Youth-led Innovation in Action
The following profiles are a sample of the innovative work led by young people in Student Energy’s network. These stories have been selected to demonstrate the broad ways innovation takes place in youth-led climate action.
Kakembo Galabuzi Brian – Uganda
CEO, WEYE Clean Energy Company, Ltd.
Kakembo Galabuzi Brian was inspired to start the Waste to Energy Youth Project at an Innovation Jam at the 2015 Student Energy Summit in Bali, Indonesia. The project rallies youth to transition East Africa from wood fuel to affordable fuel briquettes and biogas. Initially, Kakembo’s initiative engaged over 200 young people, with the goal of providing energy to the 85% of Ugandans who cannot afford clean energy sources. As of 2019, the project has become a fully-fledged commercial enterprise with 12 full-time and 4 part-time staff working across two production units. In addition to producing and distributing briquette stoves, WEYE Clean Energy Company also holds training workshops for women and youth, for which they were awarded the iF Social Impact Prize. Demand for WEYE’s technology and products is currently growing faster than their production capacity, a positive indicator that the sustainable energy transition in Uganda is underway.
“Diversity in education, gender, language, location, origin, culture, and nationality will be a very big advantage to any initiative. In my case, my finance background was helpful in sourcing and managing funds, but every colleague in the initiative plays a unique role.” – Kakembo Galabuzi Brian
Emma Wiesner – Sweden
Energy Marketing Analyst at SWECO; Centerpartiet First Substitute for the European Parliament
Emma gained valuable understanding of the international perspective on energy while attending SES 2015 in Bali, Indonesia. Her experience there inspired her to work in the European energy system and ultimately to run for European Parliament in the 2019 election as an engineer wanting to change the energy system politically. As a young candidate, she’s working to empower youth in the energy sector. With a foot in both the energy industry and in energy policy, Emma helps her clients understand the energy transition, create scenarios for the future energy system, and analyse policy instruments.
“Student Energy gave me this really international perspective. I’ve always been involved in politics, so I’ve been mixing politics with engineering and energy engineering and always knew that I wanted to work with policy to influence society, but before Student Energy I was more interested in national politics. But Student Energy really broadened my perspective, I was starting to think more in an international way, how can we influence the energy system on a global level. So being at Student Energy Summit in Indonesia really gave me perspectives from all around the world and really seeing that the energy system is much broader and you have to work with it on a global level.” – Emma Wiesner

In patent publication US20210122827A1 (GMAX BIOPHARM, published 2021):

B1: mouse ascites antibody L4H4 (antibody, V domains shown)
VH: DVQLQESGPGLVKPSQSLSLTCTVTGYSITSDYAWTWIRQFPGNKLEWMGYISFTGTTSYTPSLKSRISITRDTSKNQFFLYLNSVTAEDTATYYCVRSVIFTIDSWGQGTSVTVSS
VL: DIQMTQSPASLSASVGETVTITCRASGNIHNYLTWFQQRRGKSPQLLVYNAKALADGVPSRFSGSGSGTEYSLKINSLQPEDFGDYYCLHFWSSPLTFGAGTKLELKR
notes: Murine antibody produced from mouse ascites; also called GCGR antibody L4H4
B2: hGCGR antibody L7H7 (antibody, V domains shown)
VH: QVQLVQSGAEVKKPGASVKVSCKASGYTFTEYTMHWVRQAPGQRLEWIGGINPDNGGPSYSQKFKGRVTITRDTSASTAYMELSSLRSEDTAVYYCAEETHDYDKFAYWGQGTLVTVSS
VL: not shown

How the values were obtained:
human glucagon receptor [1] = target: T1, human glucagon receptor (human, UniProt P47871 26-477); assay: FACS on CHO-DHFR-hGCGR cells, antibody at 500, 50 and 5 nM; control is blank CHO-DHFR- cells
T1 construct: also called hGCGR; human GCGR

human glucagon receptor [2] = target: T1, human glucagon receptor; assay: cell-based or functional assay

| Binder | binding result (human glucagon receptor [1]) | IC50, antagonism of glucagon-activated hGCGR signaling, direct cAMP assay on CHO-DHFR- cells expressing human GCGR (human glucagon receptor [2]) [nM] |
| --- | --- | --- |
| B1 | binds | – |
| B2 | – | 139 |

Alec Macklis – USA
Founder and CEO of Gridspan Energy
At SES 2017 in Merida, Mexico, Alec gained access to key advisors and mentors who have helped him to build his company, Gridspan Energy. The company is pioneering new markets and new use-cases for energy storage systems with a clear value and market in small island developing states (SIDS). To date they have raised over $700,000 in funding, and have signed publicly-facing agreements for their 1st project with both the Government of Anguilla and ANGLEC, the local utility. Alec has lived the Student Energy experience of creating a company that understands the multi-disciplinary nature of energy and the challenging road of commercializing a novel, technology-enabled business model.
“Student Energy has had a huge influence on my career path. I ended up meeting a great mentor who was a founder of Student Energy, a co-founder of Student Energy: Janice Tran and she played a big role in mentoring me and advising during the last two years of starting this company.” – Alec Macklis
Ashley Pilipiszyn – USA
Project Lead, Grid Resilience & Intelligence Platform Participant, Global Himalayan Expedition
Ashley first attended SES 2013 in Trondheim, Norway, as a biotech student at Harvard. Inspired by her participation in the Summit, she decided to switch gears to work on energy systems, after learning that transitioning the energy sector is one of the greatest challenges facing the planet. Now, Ashley’s mission is to create a sustainable energy future by using AI for Planetary Good. Ashley is currently a PhD student at Stanford University in Management Science & Engineering and Computer Science, the Project Lead for the Grid Resilience & Intelligence Platform, the Science Communicator of OpenAI, and participated in the 2017 Global Himalayan Expedition where she electrified one of the most remote villages in the Himalayas by installing three solar microgrids.